Cupckaes and pastries from Cake Cafe and Bakery in New Orleans. (Photo courtesy NolaCakes.com)
Cupckaes and pastries from Cake Cafe and Bakery in New Orleans. (Photo courtesy NolaCakes.com)

Cake Café and Bakery in the Bywater District is an extremely popular spot for good reason. Everybody needs breakfast after a night in New Orleans and they feature dishes like shrimp n’ grits and the crab omelet. Both are cooked to perfection in a kitchen so small you will wonder where they keep the ingredients. And for an extra buck, you can have one of Cake Café’s cupcakes with your meal. It would be a bargain at five times the price.

One of the many wood fired pizzas at Mondo in New Orleans. (Photo courtesy Rush Jagoe)
One of the many wood fired pizzas at Mondo in New Orleans. (Photo courtesy Rush Jagoe)

Susan Spicer’s Mondo promises, and delivers, “Flavors of the world, with a New Orleans accent”. It is not a cheap meal, but I don’t regret a single penny I have ever spent there. It is the kind of food you eat very slowly in order to savor every subtle flavor. An excellent wine list makes this a place you can really settle into for a leisurely dinner with good friends. Remember what I said about locals? The chef, Susan Spicer, and her family live in the Lakeview neighborhood where Mondo is located.

But one of my favorite spots to eat in New Orleans was the kind of place you wouldn’t find in any guidebook or even on the Internet. Alberta’s Soul Food Restaurant Number Two was one of those places. It was in a house near the corner of Second and Danneel Street. It had one table that sat about eight people and another that sat two.

A large jukebox was wedged into the room and included more than 40 gospel tunes that Alberta had recorded herself. You had to call ahead to tell Alberta you were coming, and what you got when you arrived was a prix fixe menu: pork chops, fried chicken, collard greens, cornbread and red beans. All of that for $3.50. And sometimes fish was included, if her husband John caught any that day.

I’ll never forget that place, and I’ll always be grateful to my friend Derek, who took me there a few times. Always listen to the locals — that lesson applies to almost anything when you travel. But when it comes to food and the city of New Orleans, it rings even more true.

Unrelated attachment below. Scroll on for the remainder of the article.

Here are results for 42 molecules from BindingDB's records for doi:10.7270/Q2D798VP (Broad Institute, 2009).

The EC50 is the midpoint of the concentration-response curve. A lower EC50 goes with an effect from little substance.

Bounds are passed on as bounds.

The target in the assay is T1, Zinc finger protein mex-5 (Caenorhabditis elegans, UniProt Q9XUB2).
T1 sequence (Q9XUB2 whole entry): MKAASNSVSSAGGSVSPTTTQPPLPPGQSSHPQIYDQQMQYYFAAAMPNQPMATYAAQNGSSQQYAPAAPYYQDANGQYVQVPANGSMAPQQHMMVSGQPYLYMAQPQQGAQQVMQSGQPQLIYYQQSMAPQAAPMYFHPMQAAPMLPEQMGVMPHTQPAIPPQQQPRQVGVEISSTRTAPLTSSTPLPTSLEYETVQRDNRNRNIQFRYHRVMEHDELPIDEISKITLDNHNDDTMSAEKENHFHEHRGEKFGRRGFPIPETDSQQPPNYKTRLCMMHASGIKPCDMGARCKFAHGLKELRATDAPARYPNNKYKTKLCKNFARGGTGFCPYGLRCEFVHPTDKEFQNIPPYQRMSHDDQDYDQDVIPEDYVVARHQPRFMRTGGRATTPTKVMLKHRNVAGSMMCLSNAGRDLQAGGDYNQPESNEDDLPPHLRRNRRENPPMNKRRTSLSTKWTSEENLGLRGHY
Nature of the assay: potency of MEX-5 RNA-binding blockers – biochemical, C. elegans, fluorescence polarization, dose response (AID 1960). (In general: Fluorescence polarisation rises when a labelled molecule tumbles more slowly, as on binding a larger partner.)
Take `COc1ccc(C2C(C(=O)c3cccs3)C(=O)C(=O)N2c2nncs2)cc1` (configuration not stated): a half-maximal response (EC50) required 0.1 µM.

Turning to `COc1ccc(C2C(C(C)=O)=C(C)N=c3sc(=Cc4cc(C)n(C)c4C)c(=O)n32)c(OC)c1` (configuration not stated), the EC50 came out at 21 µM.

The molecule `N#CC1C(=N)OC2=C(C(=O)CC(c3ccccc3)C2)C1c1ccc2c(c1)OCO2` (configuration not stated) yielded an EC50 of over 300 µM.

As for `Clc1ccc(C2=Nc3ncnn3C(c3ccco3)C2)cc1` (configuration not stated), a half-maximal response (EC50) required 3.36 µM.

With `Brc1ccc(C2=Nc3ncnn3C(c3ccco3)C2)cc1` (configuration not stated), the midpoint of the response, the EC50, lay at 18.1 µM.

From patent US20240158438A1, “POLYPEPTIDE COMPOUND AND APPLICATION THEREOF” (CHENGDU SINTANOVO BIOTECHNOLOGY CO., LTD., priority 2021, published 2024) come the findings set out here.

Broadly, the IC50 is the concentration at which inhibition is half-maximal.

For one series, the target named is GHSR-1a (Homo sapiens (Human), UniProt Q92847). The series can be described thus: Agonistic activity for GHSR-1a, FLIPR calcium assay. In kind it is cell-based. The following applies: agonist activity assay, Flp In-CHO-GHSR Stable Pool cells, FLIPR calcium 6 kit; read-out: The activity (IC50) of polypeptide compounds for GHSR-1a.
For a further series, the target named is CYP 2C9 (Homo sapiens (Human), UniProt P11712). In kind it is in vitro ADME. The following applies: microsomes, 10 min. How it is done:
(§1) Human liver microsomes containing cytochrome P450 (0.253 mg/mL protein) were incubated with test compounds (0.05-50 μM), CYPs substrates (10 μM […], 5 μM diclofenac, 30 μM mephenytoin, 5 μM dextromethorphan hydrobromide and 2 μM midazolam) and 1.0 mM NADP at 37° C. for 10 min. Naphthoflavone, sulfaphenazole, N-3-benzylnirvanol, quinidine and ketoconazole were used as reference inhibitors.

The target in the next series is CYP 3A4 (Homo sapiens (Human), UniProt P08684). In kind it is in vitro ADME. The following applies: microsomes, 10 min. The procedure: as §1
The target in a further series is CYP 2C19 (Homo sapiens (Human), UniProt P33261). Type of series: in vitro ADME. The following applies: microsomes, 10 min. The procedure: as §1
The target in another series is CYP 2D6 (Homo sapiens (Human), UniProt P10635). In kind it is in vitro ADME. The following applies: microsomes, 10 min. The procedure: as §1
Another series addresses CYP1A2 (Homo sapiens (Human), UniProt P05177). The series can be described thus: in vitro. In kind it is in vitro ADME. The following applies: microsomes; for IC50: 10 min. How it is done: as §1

Tom Mahnken is the Vice President of Creative Services at Local Voice Media and has written and produced more than 10,000 ads since he joined the company in 1996. When he’s not working in radio, Mahnken plays bass guitar all over New England with his band Trailer Park and tours the world playing saxophone with the Young@Heart Chorus.

During the Mardi Gras carnival season, there will be more than 70 parades in and around New Orleans, from small affairs to large shindigs that rival Super Bowl halftime shows for their pageantry and music. (Photo courtesy Tom Mahnken)
During the Mardi Gras carnival season, there will be more than 70 parades in and around New Orleans, from small affairs to large shindigs that rival Super Bowl halftime shows for their pageantry and music. (Photo courtesy Tom Mahnken)

For more information or to have your recent trip highlighted in our travel section, email travel editor Aaron Gray at aaron@localvoicemedia.com

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Local Voice Media’s travel editor Aaron Gray is an award-winning journalist and published author. He grew up in Herndon, Virginia and graduated from James Madison University with a bachelor’s degree in Specialized Media Arts & Design. He has won several Associated Press Sports Editors awards for breaking news and production design during his 13 years in the media industry. He has worked in Baltimore, Maryland; St. Thomas, U.S. Virgin Islands and Abu Dhabi, United Arab Emirates (UAE). He has visited more than 20 countries around the world and hopes to use his experience as a travel junkie to inspire, educate and entertain the loyal readers of Local Voice Media.